I was overcome with a sense of awe as I stepped into the Bronte Parsonage for the very first time. My husband had sensibly ambled off the nearest coffee shop in search of scones as he thought I’d be hours. ‘It’s not that big, I won’t be long,’ I’d replied. But he was right. I was hours.
There was such a sense of history seeped into the rooms of this house that still feels very much a home with its rich and warm atmosphere. Here lived the writers whose books I had grown up reading, who moved me with their words, who made me fall in love with their characters, whose stories I felt a sense of loss from when I’d finished. The Bronte family came to live at Haworth Parsonage in 1820 when Patrick Bronte was appointed Perpetual Curate of Haworth Church. Tragically Mrs Bronte and the two elder children, Maria and Elizabeth, died within five years.
First off is Mr Bronte’s study. The children had their lessons here and the cabinet piano was played by Emily and Anne. Much of the furniture and possessions in the parsonage did belong to the Brontes and it has been decorated as closely to the original as it can be. In each room are costumes from the BBC ‘To Walk Invisible’ biopic, which, if you haven’t seen I’d highly recommend.
In the dining room is the table Jane Eyre and Wuthering Heights were written at. Visitors aren’t allowed to touch it (oh how I longed to) but it was stained with ink blots and there’s a small letter ‘e’ carved into its surface. I could almost picture the siblings gathered around the table bouncing around plot ideas.
Mr Nicholas Study – Charlotte converted this room into a study for her husband-to-be in 1854.
Kitchen – I believe this is the only room that was structurally altered after the Brontes no longer lived here.
Each evening at 9 Mr Bronte would lock the front door and on his way to bed he’d wind up this Grandfather Clock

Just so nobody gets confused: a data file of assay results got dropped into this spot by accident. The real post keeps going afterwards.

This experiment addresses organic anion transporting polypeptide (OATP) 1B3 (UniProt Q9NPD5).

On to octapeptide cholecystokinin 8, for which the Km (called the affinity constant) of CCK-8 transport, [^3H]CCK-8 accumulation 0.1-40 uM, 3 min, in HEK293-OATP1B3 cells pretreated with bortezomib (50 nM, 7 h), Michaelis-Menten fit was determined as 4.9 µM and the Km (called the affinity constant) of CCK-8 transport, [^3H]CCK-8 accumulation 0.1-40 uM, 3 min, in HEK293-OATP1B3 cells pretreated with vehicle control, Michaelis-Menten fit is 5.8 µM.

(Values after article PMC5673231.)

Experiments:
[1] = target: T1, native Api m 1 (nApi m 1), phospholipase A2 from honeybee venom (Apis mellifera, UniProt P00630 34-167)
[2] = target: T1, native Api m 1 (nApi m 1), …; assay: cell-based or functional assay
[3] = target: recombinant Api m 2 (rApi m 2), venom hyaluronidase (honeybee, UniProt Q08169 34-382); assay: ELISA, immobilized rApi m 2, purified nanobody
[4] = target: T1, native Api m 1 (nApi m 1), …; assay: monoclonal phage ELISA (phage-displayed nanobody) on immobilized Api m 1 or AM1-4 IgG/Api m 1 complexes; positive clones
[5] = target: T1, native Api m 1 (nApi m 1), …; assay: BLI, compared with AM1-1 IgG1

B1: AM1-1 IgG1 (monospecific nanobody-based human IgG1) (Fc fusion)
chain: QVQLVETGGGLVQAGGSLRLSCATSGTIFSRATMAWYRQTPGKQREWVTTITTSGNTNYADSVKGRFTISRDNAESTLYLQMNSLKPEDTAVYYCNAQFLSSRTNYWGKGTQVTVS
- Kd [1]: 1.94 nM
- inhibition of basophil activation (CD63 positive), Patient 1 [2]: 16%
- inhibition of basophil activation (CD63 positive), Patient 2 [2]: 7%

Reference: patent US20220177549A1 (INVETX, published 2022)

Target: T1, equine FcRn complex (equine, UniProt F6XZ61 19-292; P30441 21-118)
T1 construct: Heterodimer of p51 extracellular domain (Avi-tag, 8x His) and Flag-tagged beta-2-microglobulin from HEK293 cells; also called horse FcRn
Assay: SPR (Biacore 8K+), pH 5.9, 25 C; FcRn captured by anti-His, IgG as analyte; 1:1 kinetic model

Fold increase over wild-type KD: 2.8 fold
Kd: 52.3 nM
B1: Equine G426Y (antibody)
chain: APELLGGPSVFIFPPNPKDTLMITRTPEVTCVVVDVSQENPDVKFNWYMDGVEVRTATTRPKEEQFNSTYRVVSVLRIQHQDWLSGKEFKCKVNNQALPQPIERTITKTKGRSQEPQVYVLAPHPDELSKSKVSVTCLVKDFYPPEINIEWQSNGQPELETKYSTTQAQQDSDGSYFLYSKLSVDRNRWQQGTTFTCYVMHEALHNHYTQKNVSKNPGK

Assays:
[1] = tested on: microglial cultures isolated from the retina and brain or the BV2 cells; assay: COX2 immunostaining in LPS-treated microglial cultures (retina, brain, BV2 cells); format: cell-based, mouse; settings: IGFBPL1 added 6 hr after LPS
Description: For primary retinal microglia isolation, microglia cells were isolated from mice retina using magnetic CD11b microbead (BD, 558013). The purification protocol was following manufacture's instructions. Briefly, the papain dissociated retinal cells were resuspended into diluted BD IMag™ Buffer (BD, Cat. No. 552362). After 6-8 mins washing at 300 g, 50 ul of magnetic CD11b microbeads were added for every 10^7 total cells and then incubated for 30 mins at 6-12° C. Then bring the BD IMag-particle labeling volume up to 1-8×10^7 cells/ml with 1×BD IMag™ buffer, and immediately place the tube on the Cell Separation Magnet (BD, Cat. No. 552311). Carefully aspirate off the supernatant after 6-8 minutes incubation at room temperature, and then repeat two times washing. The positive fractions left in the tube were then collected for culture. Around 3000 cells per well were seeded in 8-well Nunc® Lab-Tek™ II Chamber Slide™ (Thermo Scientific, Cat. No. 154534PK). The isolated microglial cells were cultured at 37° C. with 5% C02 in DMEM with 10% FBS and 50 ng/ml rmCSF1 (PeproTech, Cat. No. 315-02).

Children’s Room – this was a study for the children while they were young and it was here the siblings wrote their early stories and poems.
Father’s Room – It was in this room that Branwell died in 1848.
Branwell’s Room – full of chaos and pieces of writing.
Upstairs, there is an exhibition with displays of manuscripts, first editions and lots of information boards to read. Including letters from Charlotte, firstly submitting her manuscript after 6 rejections “I beg to submit to your consideration the accompanying Manuscript” and later, to her publisher “hoping the public may think pretty well” of Jane Eyre and, later writing “we did not like to declare ourselves women, because we had a vague impression that authoresses were liable to be looked on with prejudice”.
I had such a lovely time and learned such a lot I was loath to leave but on my way out I spotted the children’s craft table and although I didn’t have my kids with me the staff kindly let me join them and I spent a happy half hour making these spoon people who now sit on the shelf above my desk watching (judging) me as I write more books of my own.
I also got the chance to do something really cool while I was at the parsonage, yes even cooler than spoon people, but I’ll share that in another blog very soon.